The chip-making world may be gearing up for 10-nm chip manufacturing processes, but according to a report by the Nikkei Asian Review, contract silicon manufacturing house Taiwan Semiconductor Manufacturing Company (TSMC) is getting ready to build a fab for what it calls "5-nm" and "3-nm" process nodes. The company reportedly expects the plant to cost approximately $500 billion New Taiwan dollars, an amount equivalent to $15.8 billion U.S. dollars. According to the reports, TSMC has already asked the Taiwanese government for assistance in finding a location of sufficient size for the new factory.
Nikkei Asian Review says that TSMC expects to start manufacturing chips on what it calls a 10-nm process in existing plants early next year, and it's planning to kick off 7-nm manufacturing in 2018. Taiwan's minister of science and technology Yang Hung-duen told the site that production at the new foundry could begin in 2022, meaning that consumer chips built on these new process sizes are at least five years away.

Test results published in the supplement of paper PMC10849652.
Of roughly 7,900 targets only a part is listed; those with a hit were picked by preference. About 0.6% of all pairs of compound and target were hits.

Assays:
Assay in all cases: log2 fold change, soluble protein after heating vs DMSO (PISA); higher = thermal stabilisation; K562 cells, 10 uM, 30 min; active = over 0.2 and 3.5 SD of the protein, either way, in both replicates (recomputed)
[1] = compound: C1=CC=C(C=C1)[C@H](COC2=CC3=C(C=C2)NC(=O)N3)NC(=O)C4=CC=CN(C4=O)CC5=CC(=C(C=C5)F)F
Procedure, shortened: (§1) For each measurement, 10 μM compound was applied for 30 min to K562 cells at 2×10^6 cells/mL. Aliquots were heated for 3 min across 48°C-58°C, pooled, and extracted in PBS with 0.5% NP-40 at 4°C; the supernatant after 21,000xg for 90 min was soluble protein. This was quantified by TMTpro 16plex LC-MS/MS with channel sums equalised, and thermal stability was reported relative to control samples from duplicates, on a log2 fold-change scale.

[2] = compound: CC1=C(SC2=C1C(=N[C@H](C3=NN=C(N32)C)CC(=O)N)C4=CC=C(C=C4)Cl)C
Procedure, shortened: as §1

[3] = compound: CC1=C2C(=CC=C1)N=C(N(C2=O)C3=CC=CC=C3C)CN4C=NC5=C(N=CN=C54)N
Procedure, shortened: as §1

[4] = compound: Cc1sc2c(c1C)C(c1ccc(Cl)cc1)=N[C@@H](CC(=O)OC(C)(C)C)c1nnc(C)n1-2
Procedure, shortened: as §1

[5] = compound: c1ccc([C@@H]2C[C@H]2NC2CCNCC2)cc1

TSMC builds semiconductor chips under contract for over 400 design houses, including A-series SoCs for Apple, Snapdragon chips for Qualcomm, and a host of upper-tier GPUs for Nvidia. Some of these chips are also manufactured by other silicon manufacturers.
|MSI lets loose a trio of Optane motherboard bundles||7|
|Biostar shows up fashionably late to the Radeon 500-series party||4|
|GeForce 381.89 drivers power up their armor for Dawn of War III||5|
|National DNA Day Shortbread||22|
|Asus Vivo PC X is slim and ready for a VR headset||3|
|Nvidia teams with Oculus for a VR game bundle||2|
|SK Hynix fires up its foundries for 16 Gb/s GDDR6||29|
|Corsair's K95 RGB Platinum gaming keyboard reviewed||5|
|EK shows its first waterblock for an AMD Ryzen mobo||10|